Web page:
“He didn’t protect me, so I don’t trust him.” Have you ever heard someone say these words, or something like them? Perhaps it was someone who was in a terrible, life-changing accident. The Lord did not protect them from spinal cord injury or some other life-altering tragedy. Now, they just can’t bring themselves to trust God any more. He let them down.
When a counselee makes this type of declaration, I know that they have trusted God for the wrong reasons. It is easy to trust God when things are going well and life is reasonably smooth. What is the basis of your trust in God in those good times? Is it the evidence you see around you, the smoothness of life, the satisfaction of having your material needs met? If so, you are setting yourself up for a big fall if things go south.
Often, it is in trials that we find out our trust has been misplaced. We thought we’d been trusting God, but when tragedy strikes or troubles come, we find out our trust was not really in God, but in something else. Many people find out that their trust was really in themselves. They take great pride in their self- sufficiency, trusting in their own strength to see them through. When times get tough and their strength proves inadequate, they begin to question God. Others put their trust in money, and the comforts it can buy. Inevitably though, the money runs out, and they begin to doubt God.
Some put their trust in people. They surround themselves with friends, employees, or others who will build them up and make them look good and feel good about themselves. That’s all great until life gets hard, the job gets down-sized, and the fair-weather friends go looking for bluer skies. When the person is left alone, she begins to question: Where are you, God? You promised to be with me, but now that times are tough, you are nowhere to be found!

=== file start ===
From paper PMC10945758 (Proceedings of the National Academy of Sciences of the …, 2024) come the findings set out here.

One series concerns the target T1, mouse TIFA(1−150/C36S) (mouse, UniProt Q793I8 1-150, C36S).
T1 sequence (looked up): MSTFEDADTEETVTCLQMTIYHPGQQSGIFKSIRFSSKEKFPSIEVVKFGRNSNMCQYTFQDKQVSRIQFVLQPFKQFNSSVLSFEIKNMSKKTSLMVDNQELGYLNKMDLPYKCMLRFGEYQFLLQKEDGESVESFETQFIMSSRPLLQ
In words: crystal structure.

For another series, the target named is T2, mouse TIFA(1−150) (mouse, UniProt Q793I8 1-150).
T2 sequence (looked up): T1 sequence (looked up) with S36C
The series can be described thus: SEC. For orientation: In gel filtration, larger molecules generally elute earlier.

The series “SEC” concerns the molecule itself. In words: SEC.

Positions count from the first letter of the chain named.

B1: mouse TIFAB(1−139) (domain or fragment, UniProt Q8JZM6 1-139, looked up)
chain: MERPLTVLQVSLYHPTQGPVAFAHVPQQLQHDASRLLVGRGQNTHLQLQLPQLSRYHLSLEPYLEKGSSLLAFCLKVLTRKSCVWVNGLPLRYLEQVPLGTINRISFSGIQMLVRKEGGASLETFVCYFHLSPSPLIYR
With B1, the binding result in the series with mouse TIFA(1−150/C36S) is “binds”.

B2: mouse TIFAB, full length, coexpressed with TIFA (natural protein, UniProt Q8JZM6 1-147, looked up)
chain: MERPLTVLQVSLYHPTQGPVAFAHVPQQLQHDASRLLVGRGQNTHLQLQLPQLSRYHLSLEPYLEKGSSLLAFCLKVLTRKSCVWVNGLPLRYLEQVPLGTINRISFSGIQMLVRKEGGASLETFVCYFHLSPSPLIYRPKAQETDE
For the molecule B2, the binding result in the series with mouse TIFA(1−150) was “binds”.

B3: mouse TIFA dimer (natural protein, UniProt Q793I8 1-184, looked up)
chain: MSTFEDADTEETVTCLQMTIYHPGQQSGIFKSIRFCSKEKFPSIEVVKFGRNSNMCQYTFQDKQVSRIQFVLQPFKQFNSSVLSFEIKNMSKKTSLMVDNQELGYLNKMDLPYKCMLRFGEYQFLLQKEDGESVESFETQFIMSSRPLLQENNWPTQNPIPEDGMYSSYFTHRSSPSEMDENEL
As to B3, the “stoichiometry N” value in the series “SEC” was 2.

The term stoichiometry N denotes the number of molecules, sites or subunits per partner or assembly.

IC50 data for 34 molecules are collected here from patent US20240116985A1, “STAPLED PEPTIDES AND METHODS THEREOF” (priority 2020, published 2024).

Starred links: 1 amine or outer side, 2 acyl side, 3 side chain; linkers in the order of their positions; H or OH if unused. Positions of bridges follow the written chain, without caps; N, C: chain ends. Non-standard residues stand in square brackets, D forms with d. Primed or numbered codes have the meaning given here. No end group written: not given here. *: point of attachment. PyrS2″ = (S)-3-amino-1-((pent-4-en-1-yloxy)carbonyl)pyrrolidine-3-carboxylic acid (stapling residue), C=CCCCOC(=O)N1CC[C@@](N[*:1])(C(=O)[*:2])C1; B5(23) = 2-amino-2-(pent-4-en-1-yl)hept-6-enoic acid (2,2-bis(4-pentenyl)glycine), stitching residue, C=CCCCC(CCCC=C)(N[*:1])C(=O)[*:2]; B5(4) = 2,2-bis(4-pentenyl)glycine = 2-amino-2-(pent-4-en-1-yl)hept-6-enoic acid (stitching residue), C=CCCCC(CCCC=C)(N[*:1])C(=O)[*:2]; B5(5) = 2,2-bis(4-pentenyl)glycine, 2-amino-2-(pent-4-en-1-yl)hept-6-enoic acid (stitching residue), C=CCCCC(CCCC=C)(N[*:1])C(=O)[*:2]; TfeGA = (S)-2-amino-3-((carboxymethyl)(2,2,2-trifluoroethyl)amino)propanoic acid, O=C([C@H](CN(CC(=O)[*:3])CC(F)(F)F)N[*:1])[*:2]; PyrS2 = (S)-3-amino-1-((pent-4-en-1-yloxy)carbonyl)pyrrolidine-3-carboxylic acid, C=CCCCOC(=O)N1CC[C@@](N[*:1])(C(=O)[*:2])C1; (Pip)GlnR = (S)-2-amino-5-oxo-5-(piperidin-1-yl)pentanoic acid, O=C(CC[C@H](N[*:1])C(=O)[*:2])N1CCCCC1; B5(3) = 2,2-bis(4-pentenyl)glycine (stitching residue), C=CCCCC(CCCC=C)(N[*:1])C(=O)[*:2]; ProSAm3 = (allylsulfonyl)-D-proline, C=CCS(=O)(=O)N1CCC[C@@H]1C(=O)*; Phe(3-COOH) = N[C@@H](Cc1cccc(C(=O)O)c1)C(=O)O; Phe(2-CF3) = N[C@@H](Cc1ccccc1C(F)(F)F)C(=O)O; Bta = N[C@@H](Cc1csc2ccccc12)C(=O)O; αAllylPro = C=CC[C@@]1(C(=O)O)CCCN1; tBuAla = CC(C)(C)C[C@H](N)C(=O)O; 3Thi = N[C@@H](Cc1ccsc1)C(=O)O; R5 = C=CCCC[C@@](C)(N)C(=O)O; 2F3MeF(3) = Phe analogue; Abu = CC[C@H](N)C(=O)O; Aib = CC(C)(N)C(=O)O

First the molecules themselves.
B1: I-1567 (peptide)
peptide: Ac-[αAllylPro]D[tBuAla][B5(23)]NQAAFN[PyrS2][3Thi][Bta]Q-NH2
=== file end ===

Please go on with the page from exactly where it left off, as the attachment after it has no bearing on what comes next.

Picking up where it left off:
Are you suffering right now, my friend? In the midst of that suffering, are you doubting God’s goodness or love for you? Think about the God you trusted when things were going well. Why did you trust him? Was it because He was answering your prayers and bringing you success and good health? If so, you need to meet the real God of the Bible. He is trustworthy for one reason: Because He said so. Paul suffered greatly (See 2 Corinthians 11:22-29 for a detailed list), yet he was able to say this, in 2 Timothy 1:12:
For this reason I also suffer these things, but I am not ashamed; for I know whom I have believed and I am convinced that He is able to guard what I have entrusted to Him until that day.
David experienced every kind of defeat, loss, disappointment, and shame, yet he was able to pray this prayer in 2 Samuel 7:28:
"Now, O Lord GOD, You are God, and Your words are truth…”
The writer of Psalm 111, recalling the Exodus and wilderness wanderings of the Israelites, has no complaint of the hunger or difficulty his people suffered during those 40 years. Instead, he says this:
The works of His hands are truth and justice; All His precepts are sure…
Perhaps, somewhere along the way, your trust in God has shifted to a trust in something else. The God of the Bible never changes. He is faithful and true, regardless of your circumstances. If you are beginning to doubt God’s goodness and love, you need to go back to the Bible and reacquaint yourself with the One True God. Open Tozer’s The Knowledge of the Holy , or Pink’s Attributes of God and begin to read about the God you have said that you trust. You will see that none of the attributes of God rely on earthly circumstances for their truth. God is God. He is who He says He is, regardless of what you see with human eyes. If your trust truly is in Him, then it cannot be shaken.
The only God you can trust is the God of the Bible. If you’re doubting today, go meet Him again. He is better than money, fame, friends, and He is a much better savior than you are! Study the God of the Bible, and place your trust only in Him.